Knowledge Sharing Event - 2
Making of Electronic Dictionary
24 March, 2010
Language technology work carried out in Indian languages till date, including dictionaries, thesauri, wordnets, morphological analyzers and generators, spell checkers, POS tagging, is primarily at the level of words. Sentences show rich and varied structures and it is very important to be able to analyze, capture and utilize the syntactic structure of natural language sentences. Going beyond words and handling relevant linguistic phenomena at the level of sentences is essential for advanced language technology applications such as automatic translation, question-answering, automatic summarization etc. A computational grammar must be so precise that a computing machine can mechanically apply the grammar for parsing and generation.
In this context, the challenge is to develop computational grammars that do not require commonsense or world knowledge. Also, grammars meant for human users normally talk only about irregular cases, exceptions etc., assuming that the readers already know all the usual basic rules. Unlike this, a computational grammar must be comprehensive and should include extensive and thorough knowledge of all possible real-world grammatical sentences, both simple and complex.
Developing computational grammars involve the following tasks and subtasks which can be accomplished in phases:
Task 1: POS tagging
Task 2: Building Electronic Dictionary
Task 3: Developing Morphological analyzer and generator
Task 4: Semantic tagging
Task 5: Building Chunker
Task 6: Tree banking
Task 7: Shallow and Deep parsing.
The LDC-IL, in this context is organising a series of events to bring together researchers working in these areas, to share their knowledge with other researchers. Each of the events in the series will focus on one aspect of computational grammar at a time and thereby address issues related to these themes.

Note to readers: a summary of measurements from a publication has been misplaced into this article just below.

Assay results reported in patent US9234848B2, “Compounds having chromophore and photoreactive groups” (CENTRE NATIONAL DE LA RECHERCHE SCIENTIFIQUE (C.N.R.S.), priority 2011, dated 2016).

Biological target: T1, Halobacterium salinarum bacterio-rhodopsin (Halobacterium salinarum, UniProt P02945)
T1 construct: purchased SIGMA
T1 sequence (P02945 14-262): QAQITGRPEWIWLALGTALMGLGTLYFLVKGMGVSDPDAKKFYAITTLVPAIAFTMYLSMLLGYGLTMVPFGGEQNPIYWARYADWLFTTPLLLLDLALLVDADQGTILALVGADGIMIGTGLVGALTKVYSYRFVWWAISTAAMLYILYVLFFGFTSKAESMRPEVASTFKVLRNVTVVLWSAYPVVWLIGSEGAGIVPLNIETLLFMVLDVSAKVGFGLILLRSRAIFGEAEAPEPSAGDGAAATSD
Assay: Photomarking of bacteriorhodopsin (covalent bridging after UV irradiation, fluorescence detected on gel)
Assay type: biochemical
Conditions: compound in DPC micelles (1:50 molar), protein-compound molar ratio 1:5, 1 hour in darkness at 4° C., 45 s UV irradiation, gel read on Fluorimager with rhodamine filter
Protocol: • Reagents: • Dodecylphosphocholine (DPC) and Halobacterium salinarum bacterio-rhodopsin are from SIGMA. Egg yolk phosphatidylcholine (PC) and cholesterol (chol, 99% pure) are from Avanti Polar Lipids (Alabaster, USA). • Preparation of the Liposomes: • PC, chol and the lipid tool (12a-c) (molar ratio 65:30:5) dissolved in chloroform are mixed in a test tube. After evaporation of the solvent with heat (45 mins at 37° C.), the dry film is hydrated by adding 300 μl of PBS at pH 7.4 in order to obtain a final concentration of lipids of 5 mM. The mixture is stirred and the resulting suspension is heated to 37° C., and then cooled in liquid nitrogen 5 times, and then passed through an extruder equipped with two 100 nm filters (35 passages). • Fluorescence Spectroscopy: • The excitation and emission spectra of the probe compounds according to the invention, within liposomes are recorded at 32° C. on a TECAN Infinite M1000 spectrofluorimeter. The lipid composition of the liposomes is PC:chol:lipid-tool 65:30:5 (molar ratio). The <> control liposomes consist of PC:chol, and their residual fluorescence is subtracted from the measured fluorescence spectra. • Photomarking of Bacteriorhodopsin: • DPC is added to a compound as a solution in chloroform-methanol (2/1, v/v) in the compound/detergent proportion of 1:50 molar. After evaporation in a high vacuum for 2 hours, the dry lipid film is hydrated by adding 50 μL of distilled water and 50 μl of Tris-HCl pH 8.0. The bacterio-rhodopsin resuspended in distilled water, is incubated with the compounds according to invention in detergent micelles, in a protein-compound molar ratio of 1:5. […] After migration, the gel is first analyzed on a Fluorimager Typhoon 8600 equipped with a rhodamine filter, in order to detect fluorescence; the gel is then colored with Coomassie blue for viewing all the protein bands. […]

With the technological advancement, digital dictionary (e-dictionary as well as on-line and desktop dictionary) is emerging as a standard format of dictionary dwindling the use of the traditionally valued paper dictionary. Apart from the traditional look-up use for spelling, meaning and usage, the digital dictionary has gained additional uses in the emerging domains of language use like for spell checker, grammatical use, etc. In the newer domains of language use and research, digital dictionary as well as other digital lexicographical resources (DLR) like WordNet, thesarus, lexipedia, glossary and lexicon (general as well as domain specific), etc. are of immense value. They form a basis of various aspects of NLP. These DLR, constructed either via automatic acquisition (i.e. scanning of the paper dictionary or other resources) or hand-crafted, pose a challenge both lexicographically as well as computationally.
The event aims to address these challenges as well as to share and explore innovative developments in the field of digital lexicography. The event also aims to provide an academic space to share and assess new methodologies, the latest information, tools and techniques, theories and technology in the field of digital lexicography in the spirit of promoting the discipline as a consolidated research area, and its wider application.
Abstracts of no more than 500 words (including references) mentioning the title of the paper, author(s) name, institutional affiliation, and email address should be submitted by the due date in *.rtf or *.pdf format to the following email address:
Last date for submitting the Abstract : 27th November, 2009
Abstract acceptance notification : 5th December, 2009
Last date for submitting full length Papers : 1st February, 2010
Minimal financial support for travel shall be provided to the authors of a few selected papers.